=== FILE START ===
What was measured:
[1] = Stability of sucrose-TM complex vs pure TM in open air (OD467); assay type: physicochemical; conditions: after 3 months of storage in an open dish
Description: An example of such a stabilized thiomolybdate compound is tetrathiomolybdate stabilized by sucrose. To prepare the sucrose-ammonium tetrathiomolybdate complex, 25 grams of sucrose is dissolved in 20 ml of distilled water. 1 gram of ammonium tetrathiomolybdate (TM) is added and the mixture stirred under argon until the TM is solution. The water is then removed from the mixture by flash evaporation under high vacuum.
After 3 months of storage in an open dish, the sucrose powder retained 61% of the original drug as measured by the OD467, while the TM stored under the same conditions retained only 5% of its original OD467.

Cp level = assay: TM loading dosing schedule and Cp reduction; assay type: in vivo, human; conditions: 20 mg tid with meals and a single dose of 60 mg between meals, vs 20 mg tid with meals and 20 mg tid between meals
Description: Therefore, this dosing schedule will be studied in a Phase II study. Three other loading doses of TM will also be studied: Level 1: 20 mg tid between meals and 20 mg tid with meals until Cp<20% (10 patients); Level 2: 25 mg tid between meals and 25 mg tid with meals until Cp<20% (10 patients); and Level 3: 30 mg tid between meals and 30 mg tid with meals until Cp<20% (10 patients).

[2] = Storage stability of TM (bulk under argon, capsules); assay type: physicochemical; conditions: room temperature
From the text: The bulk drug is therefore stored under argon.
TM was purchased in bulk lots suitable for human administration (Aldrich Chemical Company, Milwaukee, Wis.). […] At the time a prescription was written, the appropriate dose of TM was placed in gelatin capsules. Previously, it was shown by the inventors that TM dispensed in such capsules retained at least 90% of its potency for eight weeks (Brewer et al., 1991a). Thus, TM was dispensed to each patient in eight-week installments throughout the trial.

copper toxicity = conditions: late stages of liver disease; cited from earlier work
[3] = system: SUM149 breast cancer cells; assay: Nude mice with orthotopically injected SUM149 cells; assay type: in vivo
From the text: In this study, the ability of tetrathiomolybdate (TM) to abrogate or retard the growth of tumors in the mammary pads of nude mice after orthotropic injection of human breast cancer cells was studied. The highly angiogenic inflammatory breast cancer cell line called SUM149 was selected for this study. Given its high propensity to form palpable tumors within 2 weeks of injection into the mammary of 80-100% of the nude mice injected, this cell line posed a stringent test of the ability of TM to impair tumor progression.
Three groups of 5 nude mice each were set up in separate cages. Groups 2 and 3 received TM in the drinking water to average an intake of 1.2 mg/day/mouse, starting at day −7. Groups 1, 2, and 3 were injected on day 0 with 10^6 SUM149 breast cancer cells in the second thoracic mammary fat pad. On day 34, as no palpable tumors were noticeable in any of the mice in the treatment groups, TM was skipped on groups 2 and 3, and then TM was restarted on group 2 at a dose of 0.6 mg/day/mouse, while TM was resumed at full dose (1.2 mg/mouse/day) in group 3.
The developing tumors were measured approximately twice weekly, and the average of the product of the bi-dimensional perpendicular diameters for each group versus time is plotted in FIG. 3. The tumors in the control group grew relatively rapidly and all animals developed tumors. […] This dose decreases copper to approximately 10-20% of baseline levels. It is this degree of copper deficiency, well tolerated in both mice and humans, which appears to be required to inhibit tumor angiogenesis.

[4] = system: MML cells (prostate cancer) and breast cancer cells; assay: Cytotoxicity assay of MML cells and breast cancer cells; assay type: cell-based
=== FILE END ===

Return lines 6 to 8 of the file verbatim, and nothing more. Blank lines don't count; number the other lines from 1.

Description: Therefore, this dosing schedule will be studied in a Phase II study. Three other loading doses of TM will also be studied: Level 1: 20 mg tid between meals and 20 mg tid with meals until Cp<20% (10 patients); Level 2: 25 mg tid between meals and 25 mg tid with meals until Cp<20% (10 patients); and Level 3: 30 mg tid between meals and 30 mg tid with meals until Cp<20% (10 patients).

[2] = Storage stability of TM (bulk under argon, capsules); assay type: physicochemical; conditions: room temperature
From the text: The bulk drug is therefore stored under argon.